Friday, October 09, 2015

Unilateral Withdrawal: Something Everyone Can Agree On

Unilateral withdrawal is not a popular idea in Israel right now. The dominant narrative is that Israel tried that in Gaza (and Lebanon), and was met with rockets and terrorism from Hamas (and Hezbollah). I'm in what I take to be a pretty distinct minority in thinking that unilateral withdrawal was a success, albeit not a rousing one. Did it lead to peace? No. But it wasn't like there was peace when Israel still maintained an occupying presence. And my general sense is that both Israelis and Palestinians would be better served if their conflict could be reformulated into a standard, not-particularly-remarkable dispute between two sovereign nations; rather than the current ghastly hybrid of independence war cum counter-insurgency cum war of survival cum border dispute cum everything else that we have now. So while I'd be of course very happy if unilateral withdrawal and the establishment of a Palestinian state provided permanent peace and happiness to Israelis and Palestinians alike, the point is that even if it doesn't it's still no worse under that dimension than the status quo, and comes with significant other benefits besides.

Liel Liebovitz has an article in Tablet today that makes a conservative case for unilateral withdrawal from the West Bank along roughly the same lines as I outlined above. It begins with a lot of tendentious hyperbole purporting to show that the sole cause of any Israeli/Palestinian animosity is irrendentist Palestinian maximalism and/or Jew-hatred, and that anybody who thinks that the ongoing occupation or lack of a Palestinian state might also play a role is a dupe. This is nonsense of the same degree and caliber as the idea that the conflict persists solely because of Israeli aggression and oppression as against saintly Palestinian suffers. The truth is, of course, that there is plenty of blame to go around and plenty of bad actors and bad acts on both sides of the equation that play their part in preserving the delightful status quo.

But the point is that, for purposes of this argument, none of that matters. As Liel observes, it is a silly mistake to premise unilateral withdrawal on the idea that it will create a perfectly just, tolerant, and peaceful state of affairs between Israel and Palestine (and within each nation) such that we'll all wonder what all the fuss was about in the first place. I mean, maybe that will be the result -- in which case, huzzah! -- but it's not a requirement for success. If a viable, functioning Palestinian state is created and its first move is to lob rockets at Israeli border towns, well, that's no different than what we have now, except for the fact that it would be definite expression of Palestinian sovereignty and the resulting conflict would be no different from any other armed conflict between sovereigns. Liel's view of the likely outcome of unilateral withdrawal is probably the most cynical one possible, and he still concludes it is better than the status quo of enduring occupation. I'm more optimistic -- I think it might tamp down on violence, though it won't eliminate it, and might redirect anti-Semitic and extremist anti-Israeli tendencies, thought without abolishing them -- so for me it's an even an easier call.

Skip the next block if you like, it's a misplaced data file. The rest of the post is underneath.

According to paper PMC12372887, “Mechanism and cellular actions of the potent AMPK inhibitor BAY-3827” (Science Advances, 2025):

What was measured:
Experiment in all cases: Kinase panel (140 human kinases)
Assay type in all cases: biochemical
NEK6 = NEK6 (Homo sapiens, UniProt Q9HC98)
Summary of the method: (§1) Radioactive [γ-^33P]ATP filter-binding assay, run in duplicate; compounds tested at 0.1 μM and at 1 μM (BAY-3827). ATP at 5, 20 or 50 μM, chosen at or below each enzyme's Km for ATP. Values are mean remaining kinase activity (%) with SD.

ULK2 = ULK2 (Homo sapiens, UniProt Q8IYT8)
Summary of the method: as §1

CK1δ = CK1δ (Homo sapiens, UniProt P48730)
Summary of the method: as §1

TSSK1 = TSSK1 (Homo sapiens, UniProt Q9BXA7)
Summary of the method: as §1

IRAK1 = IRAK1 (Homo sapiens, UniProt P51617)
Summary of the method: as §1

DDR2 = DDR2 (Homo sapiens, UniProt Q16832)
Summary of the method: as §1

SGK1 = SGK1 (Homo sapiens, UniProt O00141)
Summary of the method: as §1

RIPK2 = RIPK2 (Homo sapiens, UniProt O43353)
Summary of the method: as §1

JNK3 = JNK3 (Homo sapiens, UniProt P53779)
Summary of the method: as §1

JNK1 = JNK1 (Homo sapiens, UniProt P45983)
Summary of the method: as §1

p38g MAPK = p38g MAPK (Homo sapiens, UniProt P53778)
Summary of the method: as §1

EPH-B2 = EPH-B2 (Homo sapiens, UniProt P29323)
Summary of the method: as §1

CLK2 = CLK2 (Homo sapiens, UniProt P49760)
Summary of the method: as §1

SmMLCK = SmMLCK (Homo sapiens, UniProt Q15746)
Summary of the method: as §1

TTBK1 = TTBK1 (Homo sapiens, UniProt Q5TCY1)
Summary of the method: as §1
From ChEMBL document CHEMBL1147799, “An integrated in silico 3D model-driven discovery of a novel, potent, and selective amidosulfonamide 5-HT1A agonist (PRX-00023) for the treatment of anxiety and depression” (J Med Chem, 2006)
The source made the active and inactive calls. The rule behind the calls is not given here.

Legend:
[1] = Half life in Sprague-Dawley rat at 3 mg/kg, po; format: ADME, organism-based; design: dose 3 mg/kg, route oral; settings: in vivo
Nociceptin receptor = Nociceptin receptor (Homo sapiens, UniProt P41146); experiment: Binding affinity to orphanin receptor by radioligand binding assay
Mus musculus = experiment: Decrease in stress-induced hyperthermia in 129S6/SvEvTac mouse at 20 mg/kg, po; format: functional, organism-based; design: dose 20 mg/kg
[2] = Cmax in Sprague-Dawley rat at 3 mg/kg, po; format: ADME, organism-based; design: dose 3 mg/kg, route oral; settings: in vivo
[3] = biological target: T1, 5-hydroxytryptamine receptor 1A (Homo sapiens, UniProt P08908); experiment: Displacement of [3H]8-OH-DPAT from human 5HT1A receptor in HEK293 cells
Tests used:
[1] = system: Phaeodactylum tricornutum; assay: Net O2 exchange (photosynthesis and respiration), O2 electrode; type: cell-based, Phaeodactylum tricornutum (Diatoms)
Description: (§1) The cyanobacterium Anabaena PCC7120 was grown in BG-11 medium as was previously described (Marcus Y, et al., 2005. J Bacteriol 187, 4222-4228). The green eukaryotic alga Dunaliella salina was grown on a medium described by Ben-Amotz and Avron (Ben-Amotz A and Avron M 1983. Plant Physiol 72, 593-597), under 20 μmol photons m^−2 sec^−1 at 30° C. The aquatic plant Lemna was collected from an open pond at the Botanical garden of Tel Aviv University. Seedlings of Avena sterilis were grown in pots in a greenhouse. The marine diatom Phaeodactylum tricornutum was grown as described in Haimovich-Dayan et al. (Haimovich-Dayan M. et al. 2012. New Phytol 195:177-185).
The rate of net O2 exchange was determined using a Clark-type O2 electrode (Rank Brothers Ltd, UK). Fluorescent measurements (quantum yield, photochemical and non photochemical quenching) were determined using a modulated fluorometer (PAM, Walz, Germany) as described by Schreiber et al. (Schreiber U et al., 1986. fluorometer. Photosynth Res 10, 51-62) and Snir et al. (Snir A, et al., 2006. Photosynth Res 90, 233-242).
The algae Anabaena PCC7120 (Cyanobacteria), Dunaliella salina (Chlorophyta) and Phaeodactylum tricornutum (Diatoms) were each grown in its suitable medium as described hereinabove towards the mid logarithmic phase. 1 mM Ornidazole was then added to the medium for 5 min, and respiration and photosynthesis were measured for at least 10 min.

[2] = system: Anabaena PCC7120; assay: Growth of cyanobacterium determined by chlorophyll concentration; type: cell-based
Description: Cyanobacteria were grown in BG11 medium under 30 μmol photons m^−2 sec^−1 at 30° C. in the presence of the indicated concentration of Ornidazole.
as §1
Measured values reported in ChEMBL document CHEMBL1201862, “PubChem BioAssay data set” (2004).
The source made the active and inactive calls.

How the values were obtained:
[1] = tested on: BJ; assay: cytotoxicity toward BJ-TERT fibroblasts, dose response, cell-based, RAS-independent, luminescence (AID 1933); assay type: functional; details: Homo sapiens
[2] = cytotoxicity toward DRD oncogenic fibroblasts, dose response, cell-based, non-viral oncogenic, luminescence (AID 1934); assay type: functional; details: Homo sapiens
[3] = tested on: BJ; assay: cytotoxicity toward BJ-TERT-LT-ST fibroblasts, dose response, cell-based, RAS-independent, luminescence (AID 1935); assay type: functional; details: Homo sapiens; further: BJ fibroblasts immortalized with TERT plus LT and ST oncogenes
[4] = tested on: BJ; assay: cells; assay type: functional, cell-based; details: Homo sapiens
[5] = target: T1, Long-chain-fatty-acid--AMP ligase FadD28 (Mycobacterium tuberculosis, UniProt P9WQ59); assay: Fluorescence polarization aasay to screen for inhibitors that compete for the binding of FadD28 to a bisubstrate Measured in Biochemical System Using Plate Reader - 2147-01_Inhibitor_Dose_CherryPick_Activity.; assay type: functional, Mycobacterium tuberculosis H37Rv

What is impossible to support is the idea that maintaining the occupation, and maintaining Israeli sovereignty over those lands which all agree will eventually be part of a Palestinian state, has any significant positive utility. One can think the Palestinian public sphere is made up primarily of monsters (as Liel seems to), or unblemished martyrs (as his mirrored-equivalents on the left seem to), or the usual in-between mix of saints and schmucks and regular folk (as I do); one can hold any similar range of views about Israelis. In any and all permutations, the case for Israeli clinging onto the West Bank falls apart.

1 comment:

Anonymous said...

As painful as it would be, I'd be willing to never visit Me'arat ha-Machpela again if I thought it would bring peace. But I think you and Liebovitz are wrong about the possible ramifications of unilateral withdrawal. The current occupation status quo is vastly preferable in terms of quality of life and minimizing casualties compared to what has happened in Gaza. This is true for the Israelis who, if Hamas or another radical Islamic organization took over Gaza, would be facing rockets into every city. Maybe the Iron Dome is good enough to protect all of Israel's fronts but somehow I doubt it. This is also true for the Palestinians where life is far better in the WB than it is in Gaza, even with the current tensions. Would Palestinians be better off with a Gaza style war every 2-4 years instead?

If unilateral withdrawal (as opposed to a negotiated settlement between Israel and Palestine) is not good for the Israelis, and not good for the Palestinians, then who exactly is it good for?